Since no smart collector will buy something sight unseen (or at least, they won't pay much for it), you'll probably need to open up that box/wrapping if you're looking to part with your whiskey. 




Keep in mind that laws concerning liquor sales vary from country to country and state to state. L.A.W.S. is not a law firm; we are not offering any legal advice or advocating any particular course of action.


2.1  How do I sell whiskey? Can I sell whiskey online?

Most sales take place privately between collectors who find each other online. You can go to this page for help with selling vintage liquor. (For estates and prestige collections, see this page). We may be able to put you in touch with a collector or auctioneer, depending on your location and circumstances. Note that we can't take any responsibility for any transactions that might occur afterwards. We don't make a buck off this, we're just here to be helpful.


You will sometimes find U.S. websites advertising that they buy rare bourbon, liquor, etc. Some of these are unlicensed schemes which have been repeatedly tied to criminals dealing in stolen property. Others offer mere pennies on the dollar. You can always check with us if you're unsure about a website or sale. Be wary of any high-pressure offers or "clocks" on a deal! Real collectors don't lose interest.

n the US, there are not "rare whiskey dealers" that operate like antiques stores or pawn shops. It's not legal throughout nearly the entire US. (A Kentucky law started in 2018 allows vintage liquor dealers in that state under strict rules, thus far there are extremely few).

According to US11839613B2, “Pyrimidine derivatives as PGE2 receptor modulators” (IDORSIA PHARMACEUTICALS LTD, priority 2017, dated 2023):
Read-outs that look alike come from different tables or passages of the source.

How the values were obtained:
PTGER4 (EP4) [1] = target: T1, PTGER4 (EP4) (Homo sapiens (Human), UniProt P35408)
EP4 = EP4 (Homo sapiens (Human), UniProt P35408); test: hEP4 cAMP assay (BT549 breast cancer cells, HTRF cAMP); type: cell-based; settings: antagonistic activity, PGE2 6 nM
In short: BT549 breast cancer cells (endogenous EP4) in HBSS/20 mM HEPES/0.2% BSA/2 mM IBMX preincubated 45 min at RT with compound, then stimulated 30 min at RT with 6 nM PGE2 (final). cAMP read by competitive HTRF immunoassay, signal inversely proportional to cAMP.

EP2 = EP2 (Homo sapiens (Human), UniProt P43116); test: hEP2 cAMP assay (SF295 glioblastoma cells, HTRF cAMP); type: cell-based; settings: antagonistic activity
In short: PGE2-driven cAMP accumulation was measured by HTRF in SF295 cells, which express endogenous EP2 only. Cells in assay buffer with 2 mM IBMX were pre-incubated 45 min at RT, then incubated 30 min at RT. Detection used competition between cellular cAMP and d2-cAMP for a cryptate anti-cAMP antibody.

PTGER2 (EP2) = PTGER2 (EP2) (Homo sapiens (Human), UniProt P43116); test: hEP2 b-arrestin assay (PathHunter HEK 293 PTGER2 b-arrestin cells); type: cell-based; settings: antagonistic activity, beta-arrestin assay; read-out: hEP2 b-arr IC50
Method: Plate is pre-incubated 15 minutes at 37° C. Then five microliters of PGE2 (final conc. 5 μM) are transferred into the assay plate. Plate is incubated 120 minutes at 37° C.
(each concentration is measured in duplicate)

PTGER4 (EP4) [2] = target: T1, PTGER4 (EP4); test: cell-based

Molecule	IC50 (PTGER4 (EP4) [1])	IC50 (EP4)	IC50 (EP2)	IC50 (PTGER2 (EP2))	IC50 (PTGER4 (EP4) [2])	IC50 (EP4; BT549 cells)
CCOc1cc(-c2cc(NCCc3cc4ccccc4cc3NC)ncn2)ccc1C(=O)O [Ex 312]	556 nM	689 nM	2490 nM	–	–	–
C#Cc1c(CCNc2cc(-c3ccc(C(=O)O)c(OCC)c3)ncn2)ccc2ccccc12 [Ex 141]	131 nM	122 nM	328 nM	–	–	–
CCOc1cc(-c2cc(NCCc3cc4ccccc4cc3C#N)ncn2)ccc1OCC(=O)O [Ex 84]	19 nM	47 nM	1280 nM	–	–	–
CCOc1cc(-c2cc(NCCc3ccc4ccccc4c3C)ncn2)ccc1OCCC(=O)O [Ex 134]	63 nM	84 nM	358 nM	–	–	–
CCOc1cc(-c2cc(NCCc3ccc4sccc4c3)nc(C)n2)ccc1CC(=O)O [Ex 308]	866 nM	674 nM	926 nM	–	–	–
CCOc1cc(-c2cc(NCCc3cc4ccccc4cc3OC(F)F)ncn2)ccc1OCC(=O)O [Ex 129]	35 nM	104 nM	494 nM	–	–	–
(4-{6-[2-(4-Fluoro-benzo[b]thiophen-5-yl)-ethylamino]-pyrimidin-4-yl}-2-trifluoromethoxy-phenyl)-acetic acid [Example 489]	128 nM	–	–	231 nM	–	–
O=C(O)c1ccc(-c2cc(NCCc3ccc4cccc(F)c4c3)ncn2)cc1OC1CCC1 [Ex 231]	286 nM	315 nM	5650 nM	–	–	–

By and large, retail liquor stores must sell bottles obtained through wholesale liquor distributors. Any liquor sold in a bar must also have been obtained through a wholesale liquor distributor. (Technically there are some minor exceptions to these rules in a very small amount of locations under very specific conditions and licenses).


The top-dollar amounts for bottles in the US are usually achieved at auction in New York, Chicago, or Boston.


Ebay does not permit the sale of collectible liquor (they used to, until September 2012).


The LA Whiskey Society does not sell whiskey. We do buy it, obviously!


2.2 Do you guys buy rare, collectible whiskey? Other liquors?

Yes! Please contact us if you have an opportunity. We love Bourbon, Rye, Single Malt Scotch, Armagnac, Rum, and Chartreuse, and most other brown spirits.


Please note that we are not a business. We're a group of friends brought together by our love of whiskey -- it's literally the same thing that would happen if you and your friends started meeting regularly and all chipped in to buy and taste your favorite beverages. We just have a whole lot of experience and expertise in doing so.


2.3  Does the LA Whiskey Society sell whiskey?

No. We just buy it to taste and appreciate.


2.4  Fees and expenses in US whiskey auctions, what should I know?

Many sellers at auction end up disappointed. Revew sites like Yelp reveal sellers who profited as little as 12% of the final price (yes, twelve percent). If you're considering selling your bourbon or other whiskey via auction, be aware of your expenses, fees, premiums, and taxes beforehand.


Fees and expenses to deduct from the final price usually include:


19.5% - 23% Buyers Premium 

15% - 25% Sellers Premium (negotiated)

1% - 1.5% Loss & Damage Warranty

Photography fees
Storage fees

Appraisal expenses

Shipping at seller's expense and risk


Fees are also assessed on unsold items (or items that don't meet the seller's minimum designated price), like "unsold lot" penalties, and storage fees that accrue until the item is retrieved by the seller. Those expenses plus the logistical problems of reclaiming the item can result in the seller "rolling" their bottles to the next auction, where the same fees are assessed again, etc. etc.